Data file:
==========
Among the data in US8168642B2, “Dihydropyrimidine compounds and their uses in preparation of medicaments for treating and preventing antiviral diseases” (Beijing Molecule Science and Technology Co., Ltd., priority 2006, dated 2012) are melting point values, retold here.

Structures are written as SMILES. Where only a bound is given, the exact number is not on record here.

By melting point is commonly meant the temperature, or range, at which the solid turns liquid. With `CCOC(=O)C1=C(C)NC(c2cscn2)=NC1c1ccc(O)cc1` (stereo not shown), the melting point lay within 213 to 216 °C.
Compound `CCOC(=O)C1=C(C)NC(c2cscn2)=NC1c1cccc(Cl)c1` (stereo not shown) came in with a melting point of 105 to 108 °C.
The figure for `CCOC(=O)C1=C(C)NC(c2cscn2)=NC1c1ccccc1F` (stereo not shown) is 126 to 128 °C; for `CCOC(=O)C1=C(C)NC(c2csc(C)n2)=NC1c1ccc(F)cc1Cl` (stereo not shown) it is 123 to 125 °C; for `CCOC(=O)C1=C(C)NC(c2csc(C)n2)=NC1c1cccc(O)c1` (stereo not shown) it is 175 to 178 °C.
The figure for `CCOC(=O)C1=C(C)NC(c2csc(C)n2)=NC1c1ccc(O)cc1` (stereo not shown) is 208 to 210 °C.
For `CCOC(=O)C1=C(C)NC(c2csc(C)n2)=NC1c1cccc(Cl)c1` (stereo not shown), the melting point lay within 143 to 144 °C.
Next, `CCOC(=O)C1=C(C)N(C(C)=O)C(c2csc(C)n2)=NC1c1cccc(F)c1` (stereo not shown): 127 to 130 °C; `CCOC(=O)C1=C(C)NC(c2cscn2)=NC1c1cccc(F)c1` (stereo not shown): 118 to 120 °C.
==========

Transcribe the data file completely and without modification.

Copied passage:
Among the data in US8168642B2, “Dihydropyrimidine compounds and their uses in preparation of medicaments for treating and preventing antiviral diseases” (Beijing Molecule Science and Technology Co., Ltd., priority 2006, dated 2012) are melting point values, retold here.

Structures are written as SMILES. Where only a bound is given, the exact number is not on record here.

By melting point is commonly meant the temperature, or range, at which the solid turns liquid. With `CCOC(=O)C1=C(C)NC(c2cscn2)=NC1c1ccc(O)cc1` (stereo not shown), the melting point lay within 213 to 216 °C.
Compound `CCOC(=O)C1=C(C)NC(c2cscn2)=NC1c1cccc(Cl)c1` (stereo not shown) came in with a melting point of 105 to 108 °C.
The figure for `CCOC(=O)C1=C(C)NC(c2cscn2)=NC1c1ccccc1F` (stereo not shown) is 126 to 128 °C; for `CCOC(=O)C1=C(C)NC(c2csc(C)n2)=NC1c1ccc(F)cc1Cl` (stereo not shown) it is 123 to 125 °C; for `CCOC(=O)C1=C(C)NC(c2csc(C)n2)=NC1c1cccc(O)c1` (stereo not shown) it is 175 to 178 °C.
The figure for `CCOC(=O)C1=C(C)NC(c2csc(C)n2)=NC1c1ccc(O)cc1` (stereo not shown) is 208 to 210 °C.
For `CCOC(=O)C1=C(C)NC(c2csc(C)n2)=NC1c1cccc(Cl)c1` (stereo not shown), the melting point lay within 143 to 144 °C.
Next, `CCOC(=O)C1=C(C)N(C(C)=O)C(c2csc(C)n2)=NC1c1cccc(F)c1` (stereo not shown): 127 to 130 °C; `CCOC(=O)C1=C(C)NC(c2cscn2)=NC1c1cccc(F)c1` (stereo not shown): 118 to 120 °C.